Kingdom Tales from Cateia Games is an interesting mix of town-building mobile game, and the Settlers of Catan board game. In the midst of a war between humans and dragons, you must stand up and help rebuild your damaged kingdom, all while making your way to the Dragon’s Keep to hopefully end this war once and for all. You have to practice resource management as well as town building while completing challenges to progress through the game’s worlds. The game is far from perfect, but all in all it is still a fun experience for everyone who loves this style of puzzler.
The story of Kingdom Tales revolves around some of the most classical of fantasy elements – kings, knights, fairies and of course dragons. Humans and Dragons have always been at odds with one another and nowthe latter have decided that it is their time to rule and have begin waging war upon the land. Humans, fae, and a whole wealth of other fantasy creatures are under threat and it is up to the new King of the land to take up arms, and help rebuild his fallen kingdom, all while making his way to the dragon’s den.
The story feels a little cliche and derrivative, but it still manages to bring a certain charm to the whole package. As you might expect, the story really takes a back seat to the gameplay, and aside from a handful of small cut-scenes and some sections of dialogue between characters, it doesn’t really impact on the overall game in the slightest.
Kingdom Tales is by and large a puzzle game. It combines traditional puzzle elements and combines them with town-building video game mechanics, and throws in some Settlers of Catan in for good measure. Each stage has you fulfilling three different objectives. These objectives can range from “build X Tents” to “Amass X happiness points” (which are collected by having your villagers collect water from wells.
When it comes to building your little settlement and completing the goals, it is very much a game of resource management. Everything costs gold, materials or a combination of the two and it is up to you to efficiently and economically build your town without running out of money, all before the clock winds down.
When you begin, you can select from two different game modes – Adventure and Relaxed. Adventure has you playing through the missions as normal, adhering to the time limits that each stage imposes on you. Relaxed retains all of the same gameplay mechanics but eliminates the time limit, allowing you to tackle the missions at your own leisure. The choice means that he game is accessible to almost everyone no matter how finely tuned their puzzle solving senses are.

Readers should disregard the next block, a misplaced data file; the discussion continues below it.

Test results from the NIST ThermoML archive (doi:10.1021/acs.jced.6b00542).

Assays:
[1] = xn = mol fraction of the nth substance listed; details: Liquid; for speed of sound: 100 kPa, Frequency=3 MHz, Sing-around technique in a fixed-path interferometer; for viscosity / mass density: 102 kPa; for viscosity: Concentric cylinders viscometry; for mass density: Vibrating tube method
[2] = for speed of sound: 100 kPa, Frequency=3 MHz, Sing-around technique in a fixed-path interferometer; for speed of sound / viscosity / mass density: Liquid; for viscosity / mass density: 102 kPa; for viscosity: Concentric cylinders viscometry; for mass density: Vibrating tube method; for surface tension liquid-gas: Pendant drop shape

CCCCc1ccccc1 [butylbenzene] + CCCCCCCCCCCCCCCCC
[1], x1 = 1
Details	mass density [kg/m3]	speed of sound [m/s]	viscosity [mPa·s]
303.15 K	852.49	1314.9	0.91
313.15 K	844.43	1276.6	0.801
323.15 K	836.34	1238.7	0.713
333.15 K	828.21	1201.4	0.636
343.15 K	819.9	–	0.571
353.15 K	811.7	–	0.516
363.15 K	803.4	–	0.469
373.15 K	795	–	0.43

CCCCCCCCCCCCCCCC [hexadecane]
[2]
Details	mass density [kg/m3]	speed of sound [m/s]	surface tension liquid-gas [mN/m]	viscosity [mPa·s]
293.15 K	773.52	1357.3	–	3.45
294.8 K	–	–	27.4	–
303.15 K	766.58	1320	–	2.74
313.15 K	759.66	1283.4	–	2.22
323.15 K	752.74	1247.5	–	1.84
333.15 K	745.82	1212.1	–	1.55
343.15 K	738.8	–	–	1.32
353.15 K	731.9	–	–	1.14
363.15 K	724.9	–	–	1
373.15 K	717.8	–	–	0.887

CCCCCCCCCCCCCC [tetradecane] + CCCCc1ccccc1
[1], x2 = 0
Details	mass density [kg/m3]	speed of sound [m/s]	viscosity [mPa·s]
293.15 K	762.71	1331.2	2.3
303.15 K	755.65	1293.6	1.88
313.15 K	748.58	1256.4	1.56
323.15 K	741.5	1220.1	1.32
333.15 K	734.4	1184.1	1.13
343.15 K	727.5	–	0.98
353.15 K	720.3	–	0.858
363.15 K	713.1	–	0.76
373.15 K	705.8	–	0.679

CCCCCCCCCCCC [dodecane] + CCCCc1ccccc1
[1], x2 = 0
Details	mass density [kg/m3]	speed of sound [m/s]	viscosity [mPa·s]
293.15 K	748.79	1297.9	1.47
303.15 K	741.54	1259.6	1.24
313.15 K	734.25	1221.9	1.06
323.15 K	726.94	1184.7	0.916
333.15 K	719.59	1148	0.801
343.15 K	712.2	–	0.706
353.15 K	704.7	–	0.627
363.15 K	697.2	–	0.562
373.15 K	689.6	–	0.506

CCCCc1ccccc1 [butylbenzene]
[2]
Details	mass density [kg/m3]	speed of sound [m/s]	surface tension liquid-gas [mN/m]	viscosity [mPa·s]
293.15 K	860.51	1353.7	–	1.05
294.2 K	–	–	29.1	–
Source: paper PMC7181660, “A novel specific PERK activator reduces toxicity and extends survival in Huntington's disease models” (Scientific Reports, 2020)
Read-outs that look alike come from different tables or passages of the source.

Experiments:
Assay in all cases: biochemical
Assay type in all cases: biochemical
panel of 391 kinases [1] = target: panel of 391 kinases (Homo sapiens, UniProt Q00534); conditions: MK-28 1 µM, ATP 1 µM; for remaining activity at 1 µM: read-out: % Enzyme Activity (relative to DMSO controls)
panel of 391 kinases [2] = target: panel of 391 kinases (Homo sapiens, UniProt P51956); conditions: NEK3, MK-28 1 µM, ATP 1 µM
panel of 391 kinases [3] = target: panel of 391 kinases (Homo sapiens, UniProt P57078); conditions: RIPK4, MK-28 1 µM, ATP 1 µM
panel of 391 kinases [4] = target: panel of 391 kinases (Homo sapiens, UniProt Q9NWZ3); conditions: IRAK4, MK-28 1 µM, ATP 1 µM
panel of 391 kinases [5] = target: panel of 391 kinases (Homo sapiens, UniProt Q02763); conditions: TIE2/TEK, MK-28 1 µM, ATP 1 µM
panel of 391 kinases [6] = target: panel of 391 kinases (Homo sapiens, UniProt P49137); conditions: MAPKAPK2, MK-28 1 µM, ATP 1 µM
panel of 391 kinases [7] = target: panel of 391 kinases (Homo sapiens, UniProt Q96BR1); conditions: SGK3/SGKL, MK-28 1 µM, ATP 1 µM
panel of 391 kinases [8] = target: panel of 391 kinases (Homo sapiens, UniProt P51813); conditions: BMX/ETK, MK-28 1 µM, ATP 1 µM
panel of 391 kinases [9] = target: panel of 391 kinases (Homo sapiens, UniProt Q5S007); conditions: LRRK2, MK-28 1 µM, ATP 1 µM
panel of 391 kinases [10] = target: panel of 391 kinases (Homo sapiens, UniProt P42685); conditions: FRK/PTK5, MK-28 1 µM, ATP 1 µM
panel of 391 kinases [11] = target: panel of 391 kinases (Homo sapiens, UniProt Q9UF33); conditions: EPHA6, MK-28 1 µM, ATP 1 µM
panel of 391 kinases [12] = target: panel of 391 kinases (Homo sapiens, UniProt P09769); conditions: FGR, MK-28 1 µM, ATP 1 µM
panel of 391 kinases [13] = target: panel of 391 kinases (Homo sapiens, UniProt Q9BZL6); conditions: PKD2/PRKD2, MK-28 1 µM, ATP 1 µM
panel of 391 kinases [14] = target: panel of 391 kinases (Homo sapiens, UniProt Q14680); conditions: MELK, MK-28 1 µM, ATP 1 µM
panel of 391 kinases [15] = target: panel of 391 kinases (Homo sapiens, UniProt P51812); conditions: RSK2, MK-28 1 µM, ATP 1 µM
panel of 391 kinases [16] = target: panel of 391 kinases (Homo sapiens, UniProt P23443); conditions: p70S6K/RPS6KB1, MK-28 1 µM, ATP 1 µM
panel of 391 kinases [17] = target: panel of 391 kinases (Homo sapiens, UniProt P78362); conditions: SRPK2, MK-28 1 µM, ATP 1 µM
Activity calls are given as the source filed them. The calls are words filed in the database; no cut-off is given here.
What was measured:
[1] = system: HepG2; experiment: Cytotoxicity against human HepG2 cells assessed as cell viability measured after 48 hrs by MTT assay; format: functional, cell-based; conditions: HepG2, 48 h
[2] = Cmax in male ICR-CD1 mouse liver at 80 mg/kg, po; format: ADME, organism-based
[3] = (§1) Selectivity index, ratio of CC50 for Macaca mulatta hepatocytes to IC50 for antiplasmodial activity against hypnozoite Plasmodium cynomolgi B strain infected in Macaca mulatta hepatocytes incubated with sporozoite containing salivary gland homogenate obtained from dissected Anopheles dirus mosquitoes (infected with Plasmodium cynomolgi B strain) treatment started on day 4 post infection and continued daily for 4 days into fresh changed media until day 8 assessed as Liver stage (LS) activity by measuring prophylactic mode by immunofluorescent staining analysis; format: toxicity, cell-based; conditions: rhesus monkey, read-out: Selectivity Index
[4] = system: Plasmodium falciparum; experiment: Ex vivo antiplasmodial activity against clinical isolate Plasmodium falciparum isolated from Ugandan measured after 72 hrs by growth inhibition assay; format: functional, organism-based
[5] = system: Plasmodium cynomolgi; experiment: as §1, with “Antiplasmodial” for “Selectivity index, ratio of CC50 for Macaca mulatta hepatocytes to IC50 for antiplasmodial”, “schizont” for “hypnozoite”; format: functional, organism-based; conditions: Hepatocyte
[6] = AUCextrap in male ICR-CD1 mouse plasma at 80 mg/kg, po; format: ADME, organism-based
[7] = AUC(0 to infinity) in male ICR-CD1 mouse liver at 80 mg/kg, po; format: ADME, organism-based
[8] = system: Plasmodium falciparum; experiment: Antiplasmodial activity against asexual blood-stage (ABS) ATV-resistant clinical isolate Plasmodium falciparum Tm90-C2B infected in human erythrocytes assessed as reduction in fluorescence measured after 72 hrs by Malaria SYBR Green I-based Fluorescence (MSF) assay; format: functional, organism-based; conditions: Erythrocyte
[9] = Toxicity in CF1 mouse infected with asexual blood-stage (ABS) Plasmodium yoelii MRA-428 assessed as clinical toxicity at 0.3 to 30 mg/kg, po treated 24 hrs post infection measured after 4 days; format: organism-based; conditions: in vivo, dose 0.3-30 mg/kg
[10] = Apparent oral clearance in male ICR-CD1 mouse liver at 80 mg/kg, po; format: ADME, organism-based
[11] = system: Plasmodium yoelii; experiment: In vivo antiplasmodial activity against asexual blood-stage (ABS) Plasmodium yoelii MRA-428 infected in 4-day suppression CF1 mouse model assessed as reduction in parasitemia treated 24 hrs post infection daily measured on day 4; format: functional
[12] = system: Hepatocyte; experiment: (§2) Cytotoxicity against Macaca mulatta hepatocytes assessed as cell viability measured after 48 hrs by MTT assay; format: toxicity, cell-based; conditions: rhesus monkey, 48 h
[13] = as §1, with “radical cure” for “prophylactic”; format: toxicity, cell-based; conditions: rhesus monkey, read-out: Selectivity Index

Something that does need to be brought up is that although it is a free download, Kingdom Tales is not a free game. You are given a few levels to play around with when you download it, but unlocking the remainder of the game will set you back $2.99 as an in-app purchase. I am hugely opposed to this style of deceptive marketing – hiding your game’s price behind a “Free” pricetag so this almost killed the experience for me. However, as a silver lining, aside from the game unlock, there are no OTHER in-app purchases like more gold or materials.
Visuals & Audio
Kingdom Tales has a cute little art style that is very befitting of the setting of the game, but it can conflict a little with the tone. The fairy is always bright and cheerful and smiling, even when she is describing how dragons ravaged her land. The game does feature a nice little cinematic cut scene to introduce us to the game’s world, but it feels a little outdated and features some choppy frame rate issues as well as some texture problems.
In-game is a lot different, you are zoomed pretty far out so you only get to see everything at a distance and it would have been easy for the devs to skimp out on the detail. However, this wasn’t the case and even from the distant viewpoint, you can see a heap of intricate detail on the building. You can count individual cobblestones on a rooftop or the dark eyes of a wolf blocking the path. It is pretty cool to see the work that went into it.
So Kingdom Tales has its fair share of problems; a somewhat derivative story, questionable marketing tactics and some out of place visuals, but really it is still a fun game. If you are into puzzles, then the clever mix of town building and Settlers of Catan will have you hooked from the beginning. Once unlocked, the game features 45 levels for you to play through, each with three missions to complete and a bunch of secrets to find.
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